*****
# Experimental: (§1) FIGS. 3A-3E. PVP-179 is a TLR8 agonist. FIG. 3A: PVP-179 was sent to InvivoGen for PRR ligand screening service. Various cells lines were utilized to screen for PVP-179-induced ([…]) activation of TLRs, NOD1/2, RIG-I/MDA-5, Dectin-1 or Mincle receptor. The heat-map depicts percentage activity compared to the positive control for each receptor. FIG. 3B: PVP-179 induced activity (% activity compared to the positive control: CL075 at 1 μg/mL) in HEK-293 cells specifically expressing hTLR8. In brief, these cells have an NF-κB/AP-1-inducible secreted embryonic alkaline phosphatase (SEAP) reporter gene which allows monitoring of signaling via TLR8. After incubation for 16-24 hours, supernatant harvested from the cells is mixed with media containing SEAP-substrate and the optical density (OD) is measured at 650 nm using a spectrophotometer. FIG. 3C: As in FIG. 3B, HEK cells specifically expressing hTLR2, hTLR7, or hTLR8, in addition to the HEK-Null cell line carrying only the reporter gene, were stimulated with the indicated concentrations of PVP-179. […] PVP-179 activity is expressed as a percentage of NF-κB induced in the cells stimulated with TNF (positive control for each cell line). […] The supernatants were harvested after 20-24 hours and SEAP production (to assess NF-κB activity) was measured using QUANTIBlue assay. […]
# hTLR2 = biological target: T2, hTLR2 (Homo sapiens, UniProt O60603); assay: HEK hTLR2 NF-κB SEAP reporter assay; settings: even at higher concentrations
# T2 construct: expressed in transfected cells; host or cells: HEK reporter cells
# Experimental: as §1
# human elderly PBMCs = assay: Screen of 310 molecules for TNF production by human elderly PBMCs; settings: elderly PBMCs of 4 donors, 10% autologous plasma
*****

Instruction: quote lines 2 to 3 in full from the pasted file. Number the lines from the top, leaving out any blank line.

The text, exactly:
# hTLR2 = biological target: T2, hTLR2 (Homo sapiens, UniProt O60603); assay: HEK hTLR2 NF-κB SEAP reporter assay; settings: even at higher concentrations
# T2 construct: expressed in transfected cells; host or cells: HEK reporter cells